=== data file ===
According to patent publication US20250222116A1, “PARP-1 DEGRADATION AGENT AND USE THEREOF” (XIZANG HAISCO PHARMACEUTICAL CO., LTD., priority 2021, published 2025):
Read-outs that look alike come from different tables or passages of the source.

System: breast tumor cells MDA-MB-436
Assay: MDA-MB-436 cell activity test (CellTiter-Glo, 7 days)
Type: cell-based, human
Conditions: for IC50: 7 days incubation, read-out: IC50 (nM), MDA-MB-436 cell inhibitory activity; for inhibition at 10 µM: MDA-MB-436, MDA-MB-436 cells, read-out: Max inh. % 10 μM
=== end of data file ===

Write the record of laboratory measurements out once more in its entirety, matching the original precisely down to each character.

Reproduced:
According to patent publication US20250222116A1, “PARP-1 DEGRADATION AGENT AND USE THEREOF” (XIZANG HAISCO PHARMACEUTICAL CO., LTD., priority 2021, published 2025):
Read-outs that look alike come from different tables or passages of the source.

System: breast tumor cells MDA-MB-436
Assay: MDA-MB-436 cell activity test (CellTiter-Glo, 7 days)
Type: cell-based, human
Conditions: for IC50: 7 days incubation, read-out: IC50 (nM), MDA-MB-436 cell inhibitory activity; for inhibition at 10 µM: MDA-MB-436, MDA-MB-436 cells, read-out: Max inh. % 10 μM